A season lost. Three players indicted for rape. Nearly a year of criticism for everyone associated with Duke lacrosse.
But on this day, none of that seemed to matter.
Playing their first game in 11 months, the Blue Devils opened the 2007 season Saturday with a 17-11 win against Dartmouth in front of a huge crowd cheering their every move.
It was a triumphant return for the Blue Devils, whose season was canceled last spring amid the rape allegations that touched off a debate on sports, race, class and privilege at the elite private university. And it was clear this game was more than a game, from the steady stream of students who poured into Koskinen Stadium on a sunny February afternoon to the throng of reporters covering the event.
"It feels right to be back," said Madolin Archer, mother of senior defenseman Breck Archer. "They've been working toward it for so long and the interruptions certainly have prolonged things. But it's where they should be."
The crowd of 6,485 fans — a few hundred shy of the school record — rivaled that typically drawn by Duke's woeful football team, and they packed the bleachers to support a team that until last year was lost in the shadows of Mike Krzyzewski's storied men's basketball team.
And Duke tried to make it a special event, even bringing in an inflatable tunnel and smoke machines for the players to make a grand entrance to the field.
"I think today will do a lot just getting back on the field to kind of put some of the stuff behind us," said Garrett Wood, a junior biomedical and mechanical engineering major from Charlotte. "Obviously the case is not over, but maybe ... if we can put that behind us and can come out and play a game, I think it'll help a lot."
In many ways, the game was aimed at giving new coach John Danowski and the program a fresh start. Still, there were memories of the past year's turmoil everywhere.
Before the game, the Blue Devils wore black warmup jerseys bearing either No. 6, 13 or 45 — the numbers of charged players David Evans, Collin Finnerty and Reade Seligmann. Rape charges were dropped against three in December in the troubled case, but they are still charged with sexually assaulting and kidnapping a stripper who told police she was raped by three men in a bathroom during a team party last March.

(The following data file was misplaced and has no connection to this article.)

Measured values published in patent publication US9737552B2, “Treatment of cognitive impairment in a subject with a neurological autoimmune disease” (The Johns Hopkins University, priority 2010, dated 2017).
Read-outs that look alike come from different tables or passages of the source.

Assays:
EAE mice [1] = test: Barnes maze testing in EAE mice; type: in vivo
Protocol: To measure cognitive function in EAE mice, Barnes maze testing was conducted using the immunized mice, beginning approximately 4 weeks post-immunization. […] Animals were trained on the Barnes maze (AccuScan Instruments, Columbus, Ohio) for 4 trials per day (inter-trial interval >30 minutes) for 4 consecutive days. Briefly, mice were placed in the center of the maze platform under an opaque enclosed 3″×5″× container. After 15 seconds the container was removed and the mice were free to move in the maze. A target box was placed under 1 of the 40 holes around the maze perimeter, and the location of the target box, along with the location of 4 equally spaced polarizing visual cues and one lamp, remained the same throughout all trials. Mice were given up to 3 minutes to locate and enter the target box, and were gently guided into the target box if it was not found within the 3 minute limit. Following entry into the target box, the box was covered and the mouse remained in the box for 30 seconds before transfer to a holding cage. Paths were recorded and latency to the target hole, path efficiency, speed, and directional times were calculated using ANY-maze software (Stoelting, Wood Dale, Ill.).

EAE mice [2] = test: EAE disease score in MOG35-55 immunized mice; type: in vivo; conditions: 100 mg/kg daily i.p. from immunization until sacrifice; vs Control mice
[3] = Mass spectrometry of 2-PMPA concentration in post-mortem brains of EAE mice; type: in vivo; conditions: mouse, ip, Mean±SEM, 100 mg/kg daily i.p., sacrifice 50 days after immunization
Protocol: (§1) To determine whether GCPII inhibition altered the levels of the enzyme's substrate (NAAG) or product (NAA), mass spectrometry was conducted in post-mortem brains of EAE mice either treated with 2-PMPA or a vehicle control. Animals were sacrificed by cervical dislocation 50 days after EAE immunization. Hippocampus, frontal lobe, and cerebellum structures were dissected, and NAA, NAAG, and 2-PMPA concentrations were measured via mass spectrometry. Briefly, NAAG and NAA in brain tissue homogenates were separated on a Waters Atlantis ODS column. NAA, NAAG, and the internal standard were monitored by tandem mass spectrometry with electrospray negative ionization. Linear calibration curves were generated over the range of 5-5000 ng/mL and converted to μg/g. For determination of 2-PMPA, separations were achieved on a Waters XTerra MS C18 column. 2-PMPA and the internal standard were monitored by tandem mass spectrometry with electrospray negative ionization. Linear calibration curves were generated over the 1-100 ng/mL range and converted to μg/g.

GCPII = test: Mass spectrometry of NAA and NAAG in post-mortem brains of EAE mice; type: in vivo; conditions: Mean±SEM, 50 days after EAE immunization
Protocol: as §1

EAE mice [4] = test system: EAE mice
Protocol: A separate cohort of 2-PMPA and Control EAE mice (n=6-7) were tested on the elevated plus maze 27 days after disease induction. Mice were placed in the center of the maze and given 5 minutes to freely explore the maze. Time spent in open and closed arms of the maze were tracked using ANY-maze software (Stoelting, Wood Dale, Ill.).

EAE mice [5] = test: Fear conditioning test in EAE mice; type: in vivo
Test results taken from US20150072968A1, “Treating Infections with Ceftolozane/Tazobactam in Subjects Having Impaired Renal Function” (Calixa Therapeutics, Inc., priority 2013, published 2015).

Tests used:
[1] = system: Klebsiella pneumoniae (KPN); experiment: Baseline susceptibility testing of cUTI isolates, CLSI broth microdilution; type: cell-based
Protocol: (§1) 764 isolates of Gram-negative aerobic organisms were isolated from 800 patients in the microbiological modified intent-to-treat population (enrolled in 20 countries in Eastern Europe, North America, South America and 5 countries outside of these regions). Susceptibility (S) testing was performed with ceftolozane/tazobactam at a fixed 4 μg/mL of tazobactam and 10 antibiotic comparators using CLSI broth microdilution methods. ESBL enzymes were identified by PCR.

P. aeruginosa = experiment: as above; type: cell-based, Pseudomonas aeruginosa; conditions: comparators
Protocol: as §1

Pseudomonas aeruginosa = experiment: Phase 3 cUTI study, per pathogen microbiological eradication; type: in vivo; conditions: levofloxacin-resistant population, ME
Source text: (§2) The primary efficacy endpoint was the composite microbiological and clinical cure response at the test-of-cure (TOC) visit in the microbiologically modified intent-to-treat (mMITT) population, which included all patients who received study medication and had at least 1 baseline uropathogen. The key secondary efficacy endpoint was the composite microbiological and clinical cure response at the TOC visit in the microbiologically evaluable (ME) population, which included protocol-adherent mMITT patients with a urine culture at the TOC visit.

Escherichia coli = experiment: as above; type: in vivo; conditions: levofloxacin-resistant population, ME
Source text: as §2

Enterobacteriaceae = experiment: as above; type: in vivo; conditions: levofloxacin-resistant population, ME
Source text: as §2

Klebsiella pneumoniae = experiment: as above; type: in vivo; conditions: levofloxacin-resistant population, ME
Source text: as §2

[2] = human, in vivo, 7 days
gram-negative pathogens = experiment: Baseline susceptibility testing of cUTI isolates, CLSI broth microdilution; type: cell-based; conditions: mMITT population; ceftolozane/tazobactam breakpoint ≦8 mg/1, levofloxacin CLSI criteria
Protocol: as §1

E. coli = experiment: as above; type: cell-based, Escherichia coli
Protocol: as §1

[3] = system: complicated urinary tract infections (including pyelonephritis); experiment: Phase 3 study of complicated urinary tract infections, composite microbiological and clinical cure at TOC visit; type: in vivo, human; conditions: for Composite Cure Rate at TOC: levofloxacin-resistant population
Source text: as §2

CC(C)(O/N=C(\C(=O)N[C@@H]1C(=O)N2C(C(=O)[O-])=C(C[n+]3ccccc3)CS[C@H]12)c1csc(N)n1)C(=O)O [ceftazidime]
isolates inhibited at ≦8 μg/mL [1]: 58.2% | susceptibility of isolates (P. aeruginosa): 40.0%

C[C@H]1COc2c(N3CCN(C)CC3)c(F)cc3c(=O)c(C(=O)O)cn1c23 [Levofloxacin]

Meanwhile, fans wore buttons with slogans like "Innocent until proven innocent" and "Fantastic lies" — which is what Evans called the accusations in a defiant statement made the day he was indicted.
More than 60 media credentials were issued to cover the nationally televised game, far more than the handful that might normally cover the team.
And from tailgaters in the parking lot to the students filling the stands, it seemed like everyone was wearing a "Duke lacrosse" T-shirt.
While fans were not allowed to bring signs into the stadium, Duke had installed signs on the fence lining the field with the Latin phrase, "succisa virescit" — the motto for The Delbarton School in Morristown, N.J., where Seligmann and three current Blue Devils went to high school. Adopted by the Duke lacrosse program in the preseason, it means "When cut down, it grows back stronger."
"It really makes me proud to see them come out and give this team support," Duke athletics director Joe Alleva said of the fans. "It's what I hoped for, for sure."